Everything. Fashion Folio is the most complete course i have ever known. Patrick also teaches at BA and i couldn't choose a  fairer way to describe him but as an academic genius. No wonder Fashion Folio students are so apreciated wherever they go next. They are fast, creative , persistent and they can take criticism better because they had to listen to Patrick shouting at them before. You learn about it all. You learn about doing a  good work and you learn about being a good designer. They teach you about sketchbooks, projects, research, drawings, idea and design development, interviews, how to dress, how to present the work etc. The main thing you learn there and i will not be able to explain clearly,  is how to look. They teach you how to look at things. You just change the way you look. You think you are looking now but after Fashion Folio you realize you have never really looked at things the way they should be looked at. I know it is complex but that is what it is . i can't put it in any other way. Also what is great  about this course is that you have others CSM tutors coming in for tutorials. At my year, it was Elisa Palomino, who worked as Head of Studio at John Galliano and also for many prestigious designers and she is a prestigious designer herself. Today she is the Head of Prints at CSM. Her tutorials add more than you can ever imagine, to you as a person and as a  designer.     Fashion Folio has been opening doors for many students, they go into BA at  CSM, LCF,  Graduate Diploma etc....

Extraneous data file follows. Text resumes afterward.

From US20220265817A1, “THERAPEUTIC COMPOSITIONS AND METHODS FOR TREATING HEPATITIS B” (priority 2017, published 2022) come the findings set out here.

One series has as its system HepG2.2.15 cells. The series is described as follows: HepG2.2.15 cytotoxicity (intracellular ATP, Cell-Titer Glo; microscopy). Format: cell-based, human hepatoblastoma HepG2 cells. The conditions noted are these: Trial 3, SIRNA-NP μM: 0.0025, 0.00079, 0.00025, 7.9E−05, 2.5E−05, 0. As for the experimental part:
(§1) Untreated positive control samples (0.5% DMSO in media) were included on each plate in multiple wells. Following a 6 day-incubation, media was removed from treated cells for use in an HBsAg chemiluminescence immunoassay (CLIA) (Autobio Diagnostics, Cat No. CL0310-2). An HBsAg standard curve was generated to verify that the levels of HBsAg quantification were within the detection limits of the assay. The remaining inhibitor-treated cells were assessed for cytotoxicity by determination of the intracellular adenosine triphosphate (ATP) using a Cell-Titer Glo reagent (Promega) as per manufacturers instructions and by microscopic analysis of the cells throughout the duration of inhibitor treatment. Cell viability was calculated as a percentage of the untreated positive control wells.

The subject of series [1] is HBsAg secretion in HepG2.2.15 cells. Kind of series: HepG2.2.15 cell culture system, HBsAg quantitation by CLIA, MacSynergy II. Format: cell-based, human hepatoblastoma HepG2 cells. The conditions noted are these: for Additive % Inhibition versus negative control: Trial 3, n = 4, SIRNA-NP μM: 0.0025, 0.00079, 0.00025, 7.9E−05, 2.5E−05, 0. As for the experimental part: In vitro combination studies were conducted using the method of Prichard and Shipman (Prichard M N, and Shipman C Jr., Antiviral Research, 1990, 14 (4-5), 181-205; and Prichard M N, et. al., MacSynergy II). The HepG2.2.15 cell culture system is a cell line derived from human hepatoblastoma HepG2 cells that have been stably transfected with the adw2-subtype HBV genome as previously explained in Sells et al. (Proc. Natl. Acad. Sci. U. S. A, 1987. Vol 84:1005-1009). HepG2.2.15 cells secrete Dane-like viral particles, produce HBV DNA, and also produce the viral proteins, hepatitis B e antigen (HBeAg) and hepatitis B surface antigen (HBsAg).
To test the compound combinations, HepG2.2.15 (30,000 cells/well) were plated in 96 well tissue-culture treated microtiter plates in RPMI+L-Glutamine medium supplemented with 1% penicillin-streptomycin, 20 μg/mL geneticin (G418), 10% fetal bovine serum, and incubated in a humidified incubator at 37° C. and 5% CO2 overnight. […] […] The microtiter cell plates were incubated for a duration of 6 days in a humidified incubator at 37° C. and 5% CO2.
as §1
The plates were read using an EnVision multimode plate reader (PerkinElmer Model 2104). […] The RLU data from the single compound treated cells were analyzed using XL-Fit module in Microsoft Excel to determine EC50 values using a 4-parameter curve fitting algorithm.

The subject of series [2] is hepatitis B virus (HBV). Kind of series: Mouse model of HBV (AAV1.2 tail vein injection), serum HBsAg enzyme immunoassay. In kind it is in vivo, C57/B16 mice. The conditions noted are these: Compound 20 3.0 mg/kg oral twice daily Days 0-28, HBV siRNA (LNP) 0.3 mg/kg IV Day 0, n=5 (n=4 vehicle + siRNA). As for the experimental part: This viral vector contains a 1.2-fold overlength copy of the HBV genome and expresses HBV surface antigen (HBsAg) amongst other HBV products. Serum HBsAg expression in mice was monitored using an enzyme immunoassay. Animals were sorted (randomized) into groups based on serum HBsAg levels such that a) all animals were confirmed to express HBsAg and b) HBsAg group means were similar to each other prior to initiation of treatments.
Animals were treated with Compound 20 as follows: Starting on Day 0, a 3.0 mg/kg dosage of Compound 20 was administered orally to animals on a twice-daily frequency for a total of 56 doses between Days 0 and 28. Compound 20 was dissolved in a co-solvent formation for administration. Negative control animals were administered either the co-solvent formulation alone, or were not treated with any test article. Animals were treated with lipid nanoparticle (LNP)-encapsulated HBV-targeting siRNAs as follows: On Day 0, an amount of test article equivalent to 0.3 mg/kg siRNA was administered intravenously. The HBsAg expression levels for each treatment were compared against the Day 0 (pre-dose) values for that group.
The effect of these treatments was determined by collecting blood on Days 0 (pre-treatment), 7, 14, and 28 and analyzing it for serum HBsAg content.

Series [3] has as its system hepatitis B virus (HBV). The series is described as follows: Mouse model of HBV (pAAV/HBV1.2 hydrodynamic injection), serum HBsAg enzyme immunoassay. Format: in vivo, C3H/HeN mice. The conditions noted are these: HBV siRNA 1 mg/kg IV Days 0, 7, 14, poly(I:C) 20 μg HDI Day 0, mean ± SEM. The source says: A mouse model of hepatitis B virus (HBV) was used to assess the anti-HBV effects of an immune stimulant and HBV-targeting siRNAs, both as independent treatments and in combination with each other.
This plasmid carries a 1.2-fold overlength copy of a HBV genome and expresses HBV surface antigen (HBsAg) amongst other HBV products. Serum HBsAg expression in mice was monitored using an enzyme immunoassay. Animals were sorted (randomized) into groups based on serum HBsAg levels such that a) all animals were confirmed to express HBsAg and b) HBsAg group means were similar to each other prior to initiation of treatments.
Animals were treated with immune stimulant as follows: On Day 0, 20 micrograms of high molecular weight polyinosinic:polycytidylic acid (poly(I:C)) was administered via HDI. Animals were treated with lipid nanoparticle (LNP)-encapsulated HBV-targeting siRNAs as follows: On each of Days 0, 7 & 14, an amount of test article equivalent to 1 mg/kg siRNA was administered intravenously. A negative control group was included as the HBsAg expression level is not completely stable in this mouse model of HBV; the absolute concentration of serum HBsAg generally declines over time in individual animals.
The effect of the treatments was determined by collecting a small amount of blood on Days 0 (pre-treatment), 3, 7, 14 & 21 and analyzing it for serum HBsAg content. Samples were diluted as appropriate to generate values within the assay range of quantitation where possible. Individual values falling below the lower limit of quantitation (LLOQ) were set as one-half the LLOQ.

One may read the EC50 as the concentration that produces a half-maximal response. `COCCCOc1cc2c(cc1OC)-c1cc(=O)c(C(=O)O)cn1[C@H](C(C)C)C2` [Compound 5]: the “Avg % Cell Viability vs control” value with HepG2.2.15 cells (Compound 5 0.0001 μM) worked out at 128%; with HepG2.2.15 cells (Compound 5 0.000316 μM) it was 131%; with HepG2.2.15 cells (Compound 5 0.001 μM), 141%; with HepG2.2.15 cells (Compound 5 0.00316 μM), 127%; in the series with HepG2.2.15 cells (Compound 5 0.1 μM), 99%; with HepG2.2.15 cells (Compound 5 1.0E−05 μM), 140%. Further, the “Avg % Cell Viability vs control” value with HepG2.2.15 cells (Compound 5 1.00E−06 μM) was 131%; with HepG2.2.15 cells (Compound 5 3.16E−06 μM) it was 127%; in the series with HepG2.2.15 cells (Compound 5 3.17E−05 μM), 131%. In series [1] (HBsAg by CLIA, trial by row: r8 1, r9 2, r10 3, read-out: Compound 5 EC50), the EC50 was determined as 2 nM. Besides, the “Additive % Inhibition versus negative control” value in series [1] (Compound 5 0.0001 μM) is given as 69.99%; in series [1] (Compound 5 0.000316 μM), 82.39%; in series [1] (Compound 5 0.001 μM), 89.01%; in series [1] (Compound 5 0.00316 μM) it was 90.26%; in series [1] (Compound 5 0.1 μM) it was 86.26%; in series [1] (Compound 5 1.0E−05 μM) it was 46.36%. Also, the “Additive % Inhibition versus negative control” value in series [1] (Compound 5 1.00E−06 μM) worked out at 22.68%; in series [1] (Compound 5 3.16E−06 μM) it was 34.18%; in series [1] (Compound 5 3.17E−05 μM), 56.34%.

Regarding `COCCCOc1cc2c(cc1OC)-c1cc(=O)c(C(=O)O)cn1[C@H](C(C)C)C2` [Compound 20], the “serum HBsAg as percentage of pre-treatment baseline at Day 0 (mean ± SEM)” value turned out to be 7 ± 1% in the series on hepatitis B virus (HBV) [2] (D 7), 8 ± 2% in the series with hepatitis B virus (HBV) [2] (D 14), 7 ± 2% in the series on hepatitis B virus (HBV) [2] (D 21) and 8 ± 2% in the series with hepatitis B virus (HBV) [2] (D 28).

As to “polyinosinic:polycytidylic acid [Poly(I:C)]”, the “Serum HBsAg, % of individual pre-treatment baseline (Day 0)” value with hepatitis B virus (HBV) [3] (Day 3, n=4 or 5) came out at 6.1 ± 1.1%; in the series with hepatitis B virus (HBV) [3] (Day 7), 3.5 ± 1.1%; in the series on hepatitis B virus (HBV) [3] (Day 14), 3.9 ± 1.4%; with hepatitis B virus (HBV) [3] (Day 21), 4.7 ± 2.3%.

"When a tutor reachs a certain level of geniality you can still hear his voice when he is not there. I am on opposite side of the globe and often when i am working on my ideas I can still here Patrick's voice in my head shouting the six words with the same particular entonation they always come out  with:

"No! No, no, no, no, NO!"

LP: knowing how hard it is to be accepted  at Grad-Dip, what was your plan B in case of another rejection ?

If you have a pan B chances are you will end up with it.  So my plan B was always finding a way to solve my plan A. So I would have applied again and again until i get the place where i truly wanted.

LP: What is the main things you would say they expect to see in a student applying for CSM ?

LP: David Kappo is the course leader and tutor at Graduate Diploma.  How was it to learn from him ?

Amazing. He knows what he is doing and he is able to deal with students with different styles of work and apreciating each style. His course is very competitive because in a short period of time, it is a one year course only,  students reach an extremely higher level of portfolio of work than when they came in. Students ask me how is David. There is only one to say it:   really tough. And that is what makes students grown up and mature.    I remember days i didn't even want to wake up because i knew with the work i had he would shout at me. I remember when one of the best students in our class was looking upset and i asked her what was wrong and she said walking with her work in her hands after showing it to David: "i am thinking about running away..." 

But you have to understand that If it wasn't for David critics we would certainly not have had the opportunity to re-think and question ourselves as we did and therefore higher our level of work.